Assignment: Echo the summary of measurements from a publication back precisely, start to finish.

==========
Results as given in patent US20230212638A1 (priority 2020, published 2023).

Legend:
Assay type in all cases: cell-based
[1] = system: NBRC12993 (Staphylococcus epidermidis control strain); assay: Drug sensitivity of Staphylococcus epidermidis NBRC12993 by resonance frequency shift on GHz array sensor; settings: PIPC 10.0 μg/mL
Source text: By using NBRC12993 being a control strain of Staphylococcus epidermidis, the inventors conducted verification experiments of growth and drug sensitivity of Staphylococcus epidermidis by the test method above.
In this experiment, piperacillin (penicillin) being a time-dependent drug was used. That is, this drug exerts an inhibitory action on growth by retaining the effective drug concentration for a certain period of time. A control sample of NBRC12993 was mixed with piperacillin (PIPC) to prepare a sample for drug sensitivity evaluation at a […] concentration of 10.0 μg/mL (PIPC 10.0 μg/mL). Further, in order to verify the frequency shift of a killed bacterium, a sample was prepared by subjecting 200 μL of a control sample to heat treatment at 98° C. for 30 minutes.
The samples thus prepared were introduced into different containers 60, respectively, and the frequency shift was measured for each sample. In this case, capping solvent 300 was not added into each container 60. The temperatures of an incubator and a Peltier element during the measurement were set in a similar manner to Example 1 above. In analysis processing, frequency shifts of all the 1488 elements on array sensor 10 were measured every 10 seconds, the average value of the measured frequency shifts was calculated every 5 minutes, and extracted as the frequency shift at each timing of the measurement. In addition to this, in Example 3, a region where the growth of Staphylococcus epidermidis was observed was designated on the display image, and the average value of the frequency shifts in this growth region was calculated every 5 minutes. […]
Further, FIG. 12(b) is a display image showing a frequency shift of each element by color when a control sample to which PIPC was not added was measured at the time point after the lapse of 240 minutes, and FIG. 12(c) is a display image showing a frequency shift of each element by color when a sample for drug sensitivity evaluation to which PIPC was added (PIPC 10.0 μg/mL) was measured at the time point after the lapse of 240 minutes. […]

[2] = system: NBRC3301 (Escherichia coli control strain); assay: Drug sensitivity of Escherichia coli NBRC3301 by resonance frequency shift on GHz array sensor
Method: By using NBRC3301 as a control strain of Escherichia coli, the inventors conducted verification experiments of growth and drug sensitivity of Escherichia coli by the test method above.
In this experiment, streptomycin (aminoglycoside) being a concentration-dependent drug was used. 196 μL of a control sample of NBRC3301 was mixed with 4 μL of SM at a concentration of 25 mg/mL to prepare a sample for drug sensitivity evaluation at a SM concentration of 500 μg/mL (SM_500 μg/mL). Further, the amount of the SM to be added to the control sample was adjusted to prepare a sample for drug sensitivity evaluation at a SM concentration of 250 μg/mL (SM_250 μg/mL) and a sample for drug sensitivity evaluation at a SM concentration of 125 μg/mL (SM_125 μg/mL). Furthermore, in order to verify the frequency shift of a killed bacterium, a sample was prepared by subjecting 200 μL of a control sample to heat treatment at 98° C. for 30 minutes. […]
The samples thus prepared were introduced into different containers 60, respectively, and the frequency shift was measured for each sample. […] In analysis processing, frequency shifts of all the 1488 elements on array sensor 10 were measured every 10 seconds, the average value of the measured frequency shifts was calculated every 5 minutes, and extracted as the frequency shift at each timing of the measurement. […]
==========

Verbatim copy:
Results as given in patent US20230212638A1 (priority 2020, published 2023).

Legend:
Assay type in all cases: cell-based
[1] = system: NBRC12993 (Staphylococcus epidermidis control strain); assay: Drug sensitivity of Staphylococcus epidermidis NBRC12993 by resonance frequency shift on GHz array sensor; settings: PIPC 10.0 μg/mL
Source text: By using NBRC12993 being a control strain of Staphylococcus epidermidis, the inventors conducted verification experiments of growth and drug sensitivity of Staphylococcus epidermidis by the test method above.
In this experiment, piperacillin (penicillin) being a time-dependent drug was used. That is, this drug exerts an inhibitory action on growth by retaining the effective drug concentration for a certain period of time. A control sample of NBRC12993 was mixed with piperacillin (PIPC) to prepare a sample for drug sensitivity evaluation at a […] concentration of 10.0 μg/mL (PIPC 10.0 μg/mL). Further, in order to verify the frequency shift of a killed bacterium, a sample was prepared by subjecting 200 μL of a control sample to heat treatment at 98° C. for 30 minutes.
The samples thus prepared were introduced into different containers 60, respectively, and the frequency shift was measured for each sample. In this case, capping solvent 300 was not added into each container 60. The temperatures of an incubator and a Peltier element during the measurement were set in a similar manner to Example 1 above. In analysis processing, frequency shifts of all the 1488 elements on array sensor 10 were measured every 10 seconds, the average value of the measured frequency shifts was calculated every 5 minutes, and extracted as the frequency shift at each timing of the measurement. In addition to this, in Example 3, a region where the growth of Staphylococcus epidermidis was observed was designated on the display image, and the average value of the frequency shifts in this growth region was calculated every 5 minutes. […]
Further, FIG. 12(b) is a display image showing a frequency shift of each element by color when a control sample to which PIPC was not added was measured at the time point after the lapse of 240 minutes, and FIG. 12(c) is a display image showing a frequency shift of each element by color when a sample for drug sensitivity evaluation to which PIPC was added (PIPC 10.0 μg/mL) was measured at the time point after the lapse of 240 minutes. […]

[2] = system: NBRC3301 (Escherichia coli control strain); assay: Drug sensitivity of Escherichia coli NBRC3301 by resonance frequency shift on GHz array sensor
Method: By using NBRC3301 as a control strain of Escherichia coli, the inventors conducted verification experiments of growth and drug sensitivity of Escherichia coli by the test method above.
In this experiment, streptomycin (aminoglycoside) being a concentration-dependent drug was used. 196 μL of a control sample of NBRC3301 was mixed with 4 μL of SM at a concentration of 25 mg/mL to prepare a sample for drug sensitivity evaluation at a SM concentration of 500 μg/mL (SM_500 μg/mL). Further, the amount of the SM to be added to the control sample was adjusted to prepare a sample for drug sensitivity evaluation at a SM concentration of 250 μg/mL (SM_250 μg/mL) and a sample for drug sensitivity evaluation at a SM concentration of 125 μg/mL (SM_125 μg/mL). Furthermore, in order to verify the frequency shift of a killed bacterium, a sample was prepared by subjecting 200 μL of a control sample to heat treatment at 98° C. for 30 minutes. […]
The samples thus prepared were introduced into different containers 60, respectively, and the frequency shift was measured for each sample. […] In analysis processing, frequency shifts of all the 1488 elements on array sensor 10 were measured every 10 seconds, the average value of the measured frequency shifts was calculated every 5 minutes, and extracted as the frequency shift at each timing of the measurement. […]